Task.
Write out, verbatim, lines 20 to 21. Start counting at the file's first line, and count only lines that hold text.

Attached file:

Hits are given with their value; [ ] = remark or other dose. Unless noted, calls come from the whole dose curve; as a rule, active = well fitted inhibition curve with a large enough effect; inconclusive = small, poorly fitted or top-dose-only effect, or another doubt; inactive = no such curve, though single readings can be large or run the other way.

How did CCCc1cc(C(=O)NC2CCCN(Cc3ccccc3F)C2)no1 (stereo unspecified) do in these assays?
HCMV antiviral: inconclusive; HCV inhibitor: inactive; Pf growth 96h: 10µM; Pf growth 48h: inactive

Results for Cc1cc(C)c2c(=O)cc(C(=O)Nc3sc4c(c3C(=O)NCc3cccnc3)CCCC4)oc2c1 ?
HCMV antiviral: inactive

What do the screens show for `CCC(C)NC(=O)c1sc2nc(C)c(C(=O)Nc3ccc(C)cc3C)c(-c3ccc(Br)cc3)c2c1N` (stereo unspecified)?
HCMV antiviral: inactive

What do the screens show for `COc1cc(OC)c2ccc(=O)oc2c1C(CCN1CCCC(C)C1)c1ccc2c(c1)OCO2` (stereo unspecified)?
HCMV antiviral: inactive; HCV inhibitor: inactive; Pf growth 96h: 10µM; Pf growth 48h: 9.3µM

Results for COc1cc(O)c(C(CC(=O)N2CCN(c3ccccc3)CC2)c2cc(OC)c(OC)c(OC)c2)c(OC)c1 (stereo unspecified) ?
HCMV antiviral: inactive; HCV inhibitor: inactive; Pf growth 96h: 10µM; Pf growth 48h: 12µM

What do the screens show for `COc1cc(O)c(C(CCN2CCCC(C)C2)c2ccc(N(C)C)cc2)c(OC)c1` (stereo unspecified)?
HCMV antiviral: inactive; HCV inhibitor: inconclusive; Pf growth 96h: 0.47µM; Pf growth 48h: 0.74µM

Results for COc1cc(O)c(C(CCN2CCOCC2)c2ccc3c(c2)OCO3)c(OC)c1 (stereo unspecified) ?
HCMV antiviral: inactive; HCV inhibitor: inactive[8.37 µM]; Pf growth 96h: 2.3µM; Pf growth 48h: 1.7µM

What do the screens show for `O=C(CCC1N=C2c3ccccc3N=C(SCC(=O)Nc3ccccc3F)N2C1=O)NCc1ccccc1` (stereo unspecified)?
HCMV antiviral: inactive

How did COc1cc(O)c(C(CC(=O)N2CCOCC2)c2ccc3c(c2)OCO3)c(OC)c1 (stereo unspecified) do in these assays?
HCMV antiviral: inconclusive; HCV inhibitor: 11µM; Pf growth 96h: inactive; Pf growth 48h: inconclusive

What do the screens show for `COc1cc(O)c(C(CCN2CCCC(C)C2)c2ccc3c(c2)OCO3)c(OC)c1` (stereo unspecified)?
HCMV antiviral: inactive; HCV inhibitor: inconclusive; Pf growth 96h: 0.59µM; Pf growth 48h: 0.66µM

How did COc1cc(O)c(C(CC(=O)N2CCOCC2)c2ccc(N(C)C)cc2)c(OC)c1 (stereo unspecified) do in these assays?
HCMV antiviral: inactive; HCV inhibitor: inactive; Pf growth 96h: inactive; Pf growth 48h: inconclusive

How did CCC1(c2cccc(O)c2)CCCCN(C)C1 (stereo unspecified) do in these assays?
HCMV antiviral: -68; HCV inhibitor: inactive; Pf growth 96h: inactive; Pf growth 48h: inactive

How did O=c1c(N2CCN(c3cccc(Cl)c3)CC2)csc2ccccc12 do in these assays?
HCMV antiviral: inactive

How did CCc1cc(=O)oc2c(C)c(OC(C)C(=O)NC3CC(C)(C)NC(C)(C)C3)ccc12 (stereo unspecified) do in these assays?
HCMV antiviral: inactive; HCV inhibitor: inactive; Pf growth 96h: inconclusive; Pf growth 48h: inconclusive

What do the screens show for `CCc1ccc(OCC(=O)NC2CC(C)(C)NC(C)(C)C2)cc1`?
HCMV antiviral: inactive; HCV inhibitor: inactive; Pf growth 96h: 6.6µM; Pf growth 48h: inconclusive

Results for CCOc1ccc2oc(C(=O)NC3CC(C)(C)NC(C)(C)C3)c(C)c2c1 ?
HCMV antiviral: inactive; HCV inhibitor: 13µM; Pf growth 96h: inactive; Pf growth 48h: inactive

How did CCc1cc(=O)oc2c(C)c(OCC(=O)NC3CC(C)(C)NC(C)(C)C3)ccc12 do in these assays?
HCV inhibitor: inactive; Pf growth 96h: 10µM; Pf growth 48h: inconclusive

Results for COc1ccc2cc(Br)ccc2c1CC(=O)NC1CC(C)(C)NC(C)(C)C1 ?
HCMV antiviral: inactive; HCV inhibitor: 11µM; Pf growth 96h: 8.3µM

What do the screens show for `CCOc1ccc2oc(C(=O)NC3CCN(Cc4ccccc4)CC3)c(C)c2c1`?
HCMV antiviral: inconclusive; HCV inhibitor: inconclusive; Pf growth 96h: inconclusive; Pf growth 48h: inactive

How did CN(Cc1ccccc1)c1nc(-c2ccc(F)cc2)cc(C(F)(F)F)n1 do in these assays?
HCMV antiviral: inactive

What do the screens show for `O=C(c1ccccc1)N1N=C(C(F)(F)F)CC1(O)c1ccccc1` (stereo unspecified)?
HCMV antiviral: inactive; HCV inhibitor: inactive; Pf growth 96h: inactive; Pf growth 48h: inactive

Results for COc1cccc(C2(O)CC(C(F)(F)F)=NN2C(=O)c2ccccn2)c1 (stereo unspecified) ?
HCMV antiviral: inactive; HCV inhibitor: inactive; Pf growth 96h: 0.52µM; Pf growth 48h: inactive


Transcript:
What do the screens show for `COc1cc(O)c(C(CCN2CCCC(C)C2)c2ccc3c(c2)OCO3)c(OC)c1` (stereo unspecified)?
HCMV antiviral: inactive; HCV inhibitor: inconclusive; Pf growth 96h: 0.59µM; Pf growth 48h: 0.66µM